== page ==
• Being a veteran of retail (7 years working for LEGO) I also have mixed feelings about Apple’s recent actions. In defense of Apple and other big names, it’s definitely hard for a company to take care of every little thing as you trickle down the chain to the people at the front lines. There is simply so much going on when it comes to product development, market research, etc. that usually your retail sector isn’t high on the priority list. Apple is a tech company, so they’re main focus is tech. I don’t think any large company has their own brand retail division where there aren’t a few instances of neglect or ways where they can improve. That being said, I applaud Apple for taking a step in the right direction, regardless of what the circumstances are for them. In retail you’ll find that some people care about the product, care about the brand they represent, and then people that simply needed a retail job, regardless of whom they represent or work for. Because of this variance, I can understand why corporate giants can become a little detached from retail, so any upgrade is a welcome addition. However, I’m also hesitant to feel elation at this announcement, because being a retail veteran, I’ve seen these messages before, where they’re going to “open doors” and “create opportunities” and “reach out”. Retail is retail, and sometimes those are ideas are just that, ideas, regardless of intentions.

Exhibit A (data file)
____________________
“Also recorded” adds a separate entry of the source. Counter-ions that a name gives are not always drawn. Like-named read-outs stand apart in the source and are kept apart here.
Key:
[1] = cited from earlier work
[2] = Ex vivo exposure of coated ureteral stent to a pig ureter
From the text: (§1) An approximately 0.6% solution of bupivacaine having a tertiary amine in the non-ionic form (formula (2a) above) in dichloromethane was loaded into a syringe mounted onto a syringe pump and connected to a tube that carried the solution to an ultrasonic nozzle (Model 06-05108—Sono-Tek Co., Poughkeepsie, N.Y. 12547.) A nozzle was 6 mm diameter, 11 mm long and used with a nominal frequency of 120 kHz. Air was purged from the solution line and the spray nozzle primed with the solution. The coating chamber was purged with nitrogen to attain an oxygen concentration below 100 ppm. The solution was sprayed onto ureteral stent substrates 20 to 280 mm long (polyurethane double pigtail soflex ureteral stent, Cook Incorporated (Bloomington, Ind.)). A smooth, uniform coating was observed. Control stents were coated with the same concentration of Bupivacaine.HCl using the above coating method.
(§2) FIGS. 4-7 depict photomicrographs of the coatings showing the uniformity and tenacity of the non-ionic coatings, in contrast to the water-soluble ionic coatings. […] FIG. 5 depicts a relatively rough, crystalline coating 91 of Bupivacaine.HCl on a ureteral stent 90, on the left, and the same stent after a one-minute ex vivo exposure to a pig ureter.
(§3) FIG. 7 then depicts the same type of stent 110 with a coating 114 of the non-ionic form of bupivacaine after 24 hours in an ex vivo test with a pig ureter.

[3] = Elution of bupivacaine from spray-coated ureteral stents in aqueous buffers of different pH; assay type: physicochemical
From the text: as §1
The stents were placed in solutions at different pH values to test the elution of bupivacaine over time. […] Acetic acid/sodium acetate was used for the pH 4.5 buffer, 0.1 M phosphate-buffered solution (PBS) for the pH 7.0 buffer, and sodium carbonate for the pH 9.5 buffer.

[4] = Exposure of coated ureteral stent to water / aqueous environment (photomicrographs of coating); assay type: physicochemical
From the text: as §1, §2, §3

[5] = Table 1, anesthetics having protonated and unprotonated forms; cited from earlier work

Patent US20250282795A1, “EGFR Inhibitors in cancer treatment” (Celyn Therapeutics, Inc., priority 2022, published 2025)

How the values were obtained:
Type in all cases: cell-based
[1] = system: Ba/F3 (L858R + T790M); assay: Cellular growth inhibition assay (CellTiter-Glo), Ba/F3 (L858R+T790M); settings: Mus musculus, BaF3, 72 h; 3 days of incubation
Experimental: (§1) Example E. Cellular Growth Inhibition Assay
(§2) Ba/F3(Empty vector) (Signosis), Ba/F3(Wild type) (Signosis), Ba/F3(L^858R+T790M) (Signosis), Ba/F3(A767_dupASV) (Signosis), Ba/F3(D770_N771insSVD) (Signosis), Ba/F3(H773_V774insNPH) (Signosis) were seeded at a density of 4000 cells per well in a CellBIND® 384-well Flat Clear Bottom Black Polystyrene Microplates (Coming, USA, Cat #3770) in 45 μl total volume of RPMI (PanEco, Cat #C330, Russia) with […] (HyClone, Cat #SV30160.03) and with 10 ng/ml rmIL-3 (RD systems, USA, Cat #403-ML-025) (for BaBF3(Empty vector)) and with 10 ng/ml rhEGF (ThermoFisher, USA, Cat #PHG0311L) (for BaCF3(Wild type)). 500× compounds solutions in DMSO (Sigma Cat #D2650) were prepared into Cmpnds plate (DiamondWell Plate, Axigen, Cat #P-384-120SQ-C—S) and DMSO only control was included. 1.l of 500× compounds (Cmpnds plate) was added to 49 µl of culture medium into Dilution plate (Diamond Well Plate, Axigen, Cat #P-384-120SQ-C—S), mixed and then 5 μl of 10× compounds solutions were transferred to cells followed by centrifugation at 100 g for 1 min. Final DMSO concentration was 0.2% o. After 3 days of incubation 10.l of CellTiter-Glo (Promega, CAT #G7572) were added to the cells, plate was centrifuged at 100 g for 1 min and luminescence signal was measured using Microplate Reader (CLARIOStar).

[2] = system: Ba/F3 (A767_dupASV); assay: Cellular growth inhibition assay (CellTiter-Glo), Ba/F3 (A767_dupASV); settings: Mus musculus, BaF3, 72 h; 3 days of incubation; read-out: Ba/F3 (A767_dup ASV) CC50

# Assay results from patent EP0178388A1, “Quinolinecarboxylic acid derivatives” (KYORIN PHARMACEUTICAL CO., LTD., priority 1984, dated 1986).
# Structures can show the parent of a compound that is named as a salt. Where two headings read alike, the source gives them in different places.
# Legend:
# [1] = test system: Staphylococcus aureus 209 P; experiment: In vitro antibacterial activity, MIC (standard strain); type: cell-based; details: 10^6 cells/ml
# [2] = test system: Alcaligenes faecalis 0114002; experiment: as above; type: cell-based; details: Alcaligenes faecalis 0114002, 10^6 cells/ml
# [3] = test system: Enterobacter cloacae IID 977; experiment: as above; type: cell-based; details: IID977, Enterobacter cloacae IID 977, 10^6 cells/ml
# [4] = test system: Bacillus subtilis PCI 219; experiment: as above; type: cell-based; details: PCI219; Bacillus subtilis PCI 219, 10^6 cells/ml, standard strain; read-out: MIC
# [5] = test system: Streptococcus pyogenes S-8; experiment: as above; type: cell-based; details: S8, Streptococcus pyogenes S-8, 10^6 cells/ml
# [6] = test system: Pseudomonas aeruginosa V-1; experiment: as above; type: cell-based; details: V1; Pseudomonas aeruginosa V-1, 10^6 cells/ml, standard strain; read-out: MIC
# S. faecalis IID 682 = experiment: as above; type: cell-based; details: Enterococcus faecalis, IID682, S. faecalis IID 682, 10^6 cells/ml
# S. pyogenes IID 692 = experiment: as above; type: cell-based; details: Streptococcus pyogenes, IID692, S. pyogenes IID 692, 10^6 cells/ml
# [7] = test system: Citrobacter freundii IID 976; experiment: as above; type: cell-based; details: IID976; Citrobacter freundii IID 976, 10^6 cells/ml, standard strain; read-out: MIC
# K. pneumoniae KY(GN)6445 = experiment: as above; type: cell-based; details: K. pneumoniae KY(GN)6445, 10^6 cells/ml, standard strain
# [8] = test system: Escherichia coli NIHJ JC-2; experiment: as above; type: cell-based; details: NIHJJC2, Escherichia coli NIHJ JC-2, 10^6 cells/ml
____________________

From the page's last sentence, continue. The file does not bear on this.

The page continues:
• Well written, but I want to add to Apple’s actions not being timely. There aren’t many, if any, companies around the world who are experiencing change in their own corporate environment (although Cook was prepared to take over, if you can say so) but also the impact of their corpoate action at such an intensity as Apple.

    While I greatly welcome the change, I also think they could have acted on that topic way before, but humans are lazy, and greedy. Apple is, too. Of course bad press motivates such changes, but Apple is, at least compared to many other corporations around the world, one of the few who even care about such things as environmental impact, and what comes after doing one thing.

    I see them close to BMW in terms of sustainability, and BMW has been rewarded for that in a sequence of years now, so it pays off. Customers are noticing, too. But this is only a trend that’s growing, sadly not as fast as iPhone sell rates. And critical press helps a lot in this process. Here’s hoping Apple will look at this and see the opportunity – they should do more on that topic before the next wave of bad press comes along. Because people in their stores but also in Foxconn factories deserve better, even if Apple is not paying them directly.

  • “was given a raise of $2.82 an hour to $17.31”

    Is that a typo? No way he was making 2.82 an hour.